Where Every Woman Has A Voice


The Sorting Hat

Posted June 25, 2012 by tyeshamoore in Featured

This weekend I found myself at a young professionals gathering at a captivating lounge in Atlanta. It was one of those events were people dress in their “to be seen” garb and hope someone takes notice of their grand presence. It turned out to be a great place for people watching. While there, I noticed some entertaining male fashion trends and educated one of my sister-friends on the rules of the “sorting hat.”

As we looked around the venue, it was funny to see how many men in their effort to distinguish their appearance managed to easily fall into a grouping. The first group was the “bow ties with eighties glasses.” This image you can paint with ease. To their credit, when they began becoming aware the numbers of this group were swelling, several undid their ties to change up the look. Group II was the “fedora convention.” I love a man in a straw fedora, however, at midnight while wearing business attire is a hard look to pull. The other groups were the news boy hats, the skinny sixties ties, the picnic shirts, and the gray suits. Oddly enough, the gray suits seemed to flock together. During the night, we debated over how we felt about men in white shoes and basked in the overall ambiance.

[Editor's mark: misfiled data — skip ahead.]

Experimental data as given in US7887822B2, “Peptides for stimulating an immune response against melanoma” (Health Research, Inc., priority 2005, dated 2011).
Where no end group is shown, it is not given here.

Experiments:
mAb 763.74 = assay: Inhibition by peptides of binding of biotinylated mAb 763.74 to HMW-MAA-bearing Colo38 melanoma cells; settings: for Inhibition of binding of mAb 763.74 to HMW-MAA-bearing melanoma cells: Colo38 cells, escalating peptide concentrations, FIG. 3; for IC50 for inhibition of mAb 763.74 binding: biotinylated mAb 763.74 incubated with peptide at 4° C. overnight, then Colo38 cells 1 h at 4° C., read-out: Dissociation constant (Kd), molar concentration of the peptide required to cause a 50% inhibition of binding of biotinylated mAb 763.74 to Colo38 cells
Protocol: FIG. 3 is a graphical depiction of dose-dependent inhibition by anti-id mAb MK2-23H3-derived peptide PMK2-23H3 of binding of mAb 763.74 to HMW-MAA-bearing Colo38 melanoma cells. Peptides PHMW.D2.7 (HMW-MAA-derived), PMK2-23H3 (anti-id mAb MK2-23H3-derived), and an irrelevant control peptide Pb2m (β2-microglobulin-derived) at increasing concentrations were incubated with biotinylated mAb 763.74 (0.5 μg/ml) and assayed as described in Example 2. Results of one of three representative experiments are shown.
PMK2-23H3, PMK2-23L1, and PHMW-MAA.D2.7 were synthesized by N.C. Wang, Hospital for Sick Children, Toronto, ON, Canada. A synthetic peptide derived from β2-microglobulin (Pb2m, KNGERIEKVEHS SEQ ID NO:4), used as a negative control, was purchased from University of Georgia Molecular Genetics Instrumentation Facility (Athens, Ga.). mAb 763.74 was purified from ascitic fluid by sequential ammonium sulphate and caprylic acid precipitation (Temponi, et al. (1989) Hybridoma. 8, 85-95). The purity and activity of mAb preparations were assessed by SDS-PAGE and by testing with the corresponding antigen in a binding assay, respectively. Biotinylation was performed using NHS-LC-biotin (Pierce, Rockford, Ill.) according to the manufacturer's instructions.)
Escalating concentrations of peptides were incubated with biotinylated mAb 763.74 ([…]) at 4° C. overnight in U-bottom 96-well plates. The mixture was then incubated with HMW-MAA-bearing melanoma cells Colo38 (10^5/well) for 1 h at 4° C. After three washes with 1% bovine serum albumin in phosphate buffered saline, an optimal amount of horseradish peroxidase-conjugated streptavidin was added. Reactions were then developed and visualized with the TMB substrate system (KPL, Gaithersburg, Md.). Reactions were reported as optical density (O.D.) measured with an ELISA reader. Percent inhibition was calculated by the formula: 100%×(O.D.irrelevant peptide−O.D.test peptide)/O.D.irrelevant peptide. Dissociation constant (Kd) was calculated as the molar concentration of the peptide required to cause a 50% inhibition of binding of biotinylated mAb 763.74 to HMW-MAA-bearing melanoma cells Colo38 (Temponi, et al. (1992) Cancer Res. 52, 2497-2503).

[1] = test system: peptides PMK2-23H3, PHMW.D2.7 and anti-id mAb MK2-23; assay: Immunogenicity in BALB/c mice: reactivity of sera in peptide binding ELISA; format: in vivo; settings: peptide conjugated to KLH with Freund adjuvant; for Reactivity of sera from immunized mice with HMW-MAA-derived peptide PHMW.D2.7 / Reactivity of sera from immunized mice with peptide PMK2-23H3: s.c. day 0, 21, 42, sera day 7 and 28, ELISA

This brings us to the events of the sorting hat. After declining an offer from one the picnic shirts to share my number, I found myself defending my stance to one of my girlfriends. We found him to be pleasant enough, though I did not see the point of extending our acquaintance. Her opinion was he and I could have been friends. My explanation was there are three basic male groups for single ladies: trying to get with you, networking friends, and family/like family. (Given enough opportunity, some of the “Like family” group may even try to shift to the first male group.)He was not trying to be an actual friend; he wanted to be my “friend.” She seemed horrified by my bluntness. My defense was I was taught this theory by a man who gets around as part of my “big talk” as a teen. As she tried to explain to me she had many male friends, we decided to test my theory. Silently, I sat as she scrolled through her close contacts on her phone. It turned out she could not find anyone that debunked my theory. This is not to say there are not exceptions, but the evidence seems stacked in my favor. Is it just me? Let me know.

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